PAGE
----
Winter Storm Harper
Winter Storm Harper is predicted to pile on snow and ice from Friday well into the weekend to areas that have, up until now, only experienced some mild winter weather, according to Weather.com.
Winter Storm Harper’s trajectory is still uncertain at this point, however, predictions have the storm moving through the central states and into the Northeast, bringing heavy snow to the Plains, New England, Pennsylvania and New York State in particular.
There will also be a small, weak weather system on Wednesday that will bring some rain and light snow to the Midwest and Northwest, according to Weather.com. But after this system clears, Winter Storm Harper will bring much more extreme conditions.
Here’s what to expect, according to Weather.com:
On Thursday, Harper will bring snow into the Rockies, Sierras and Cascades, then spread into the Northern Plains by nighttime. On Friday, the Rockies will continue to have snow, but so will the Plains — possibly even escalating to blizzard conditions.
By Friday night, the lower Great Lakes, Kansas, parts of Oklahoma and the Texas Panhandle may see some snow, or possibly a snow/rain mix, Weather.com reported. Sleet and freezing rain should be expected for northern Missouri and southern Illinois.
On Saturday, the Northeast gets its fair share of the storm. Heavy snow will be falling in some areas of the Plains still, plus the Midwest and Northeast. People in the Midwest should hunker down for possible blizzard conditions, as strong winds may also be present, said Weather.com.
Be sure to keep an eye on your local weather to ensure a safe weekend!
Content by: https://www.travelandleisure.com/travel-news/winter-storm-harper-heavy-snow-northeast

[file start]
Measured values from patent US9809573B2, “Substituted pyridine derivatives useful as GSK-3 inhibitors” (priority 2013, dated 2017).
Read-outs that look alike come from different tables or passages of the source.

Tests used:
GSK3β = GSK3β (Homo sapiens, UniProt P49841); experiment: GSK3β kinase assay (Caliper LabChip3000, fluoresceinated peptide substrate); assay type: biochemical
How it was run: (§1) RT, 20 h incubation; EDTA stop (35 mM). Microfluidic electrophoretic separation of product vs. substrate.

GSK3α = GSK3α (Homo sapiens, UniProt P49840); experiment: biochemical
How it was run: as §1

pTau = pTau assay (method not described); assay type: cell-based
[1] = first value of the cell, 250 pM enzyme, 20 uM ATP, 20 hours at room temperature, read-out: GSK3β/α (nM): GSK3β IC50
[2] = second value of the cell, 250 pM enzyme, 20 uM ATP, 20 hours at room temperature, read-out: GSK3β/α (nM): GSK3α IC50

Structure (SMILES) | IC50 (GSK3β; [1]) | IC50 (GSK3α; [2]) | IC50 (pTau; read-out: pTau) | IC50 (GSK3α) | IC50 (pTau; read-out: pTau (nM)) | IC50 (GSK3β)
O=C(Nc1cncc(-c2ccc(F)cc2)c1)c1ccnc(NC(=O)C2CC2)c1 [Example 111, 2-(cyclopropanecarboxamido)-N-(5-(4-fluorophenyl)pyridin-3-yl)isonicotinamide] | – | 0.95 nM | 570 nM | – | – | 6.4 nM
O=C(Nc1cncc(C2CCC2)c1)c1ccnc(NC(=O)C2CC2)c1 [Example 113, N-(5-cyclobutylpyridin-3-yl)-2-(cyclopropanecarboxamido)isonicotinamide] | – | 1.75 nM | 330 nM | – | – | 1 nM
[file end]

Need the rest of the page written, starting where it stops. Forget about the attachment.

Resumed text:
Hurricane Preparedness in Our Area
National Hurricane Preparedness Week May 6-12
Hurricane Preparedness - Be Ready
While we are not located close enough to the ocean to feel a hurricane’s full effect on a regular basis, hurricanes always pose a wind and water damage threat to our property. Two keys to weather safety are to PREPARE for the risks and to ACT on those preparations when alerted by emergency officials. According to the FEMA, we can prepare for a hurricane by following this four stage guide:
Know if you live in an evacuation area. Assess your risks and know your home's vulnerability to storm surge, flooding and wind. Understand National Weather Service forecast products and especially the meaning of NWS watches and warnings. Contact your local National Weather Service office and local government/emergency management office. Find out what type of emergencies could occur and how you should respond.
Communications is important during a weather emergency. Keep a list of contact information for these resources:
Emergency Management Offices, County Law Enforcement, County Public Safety Fire/Rescue, State, County and City/Town Government, Local Hospitals, Local Utilities, Local American Red Cross, , Local TV Stations, Local Radio Stations, Your Property Insurance Agent
Plan & Take Action
Everyone needs to be prepared for the unexpected. Your friends and family may not be together when disaster strikes. How will you find each other? Will you know if your children or parents are safe? You may have to evacuate or be confined to your home. What will you do if water, gas, electricity or phone services are shut off?
Put together a basic disaster supplies kit and consider storage locations for different situations. Help community members do the same.
Develop and document plans for your specific risks. Protect yourself and family with a Family Emergency Plan. Be sure to plan for locations away from home. Pet owners should have plans to care for their animals. The Centers for Disease Control & Prevention offer information on animal health impacts in evacuation shelters.
Review the FEMA Evacuation Guidelines to allow for enough time to pack and inform friends and family if you need to leave your home. FOLLOW instructions issued by local officials. Leave immediately if ordered!
Consider your protection options to decide whether to stay or evacuate your home if you are not ordered to evacuate.
When waiting out a storm be careful, the danger may not be over yet. Be alert for Tornadoes, as they are often spawned by hurricanes. The calm "eye" of the storm – it may seem like the storm is over, but after the eye passes, the winds will change direction and quickly return to hurricane force.
Wait until an area is declared safe before returning home. Remember that recovering from a disaster is usually a gradual process.
Here are some additional resources for Hurricane Preparedness
- Refer to the Federal Emergency Management Agency's (FEMA) gov/hurricanes for comprehensive information on hurricane preparedness at home and in your community.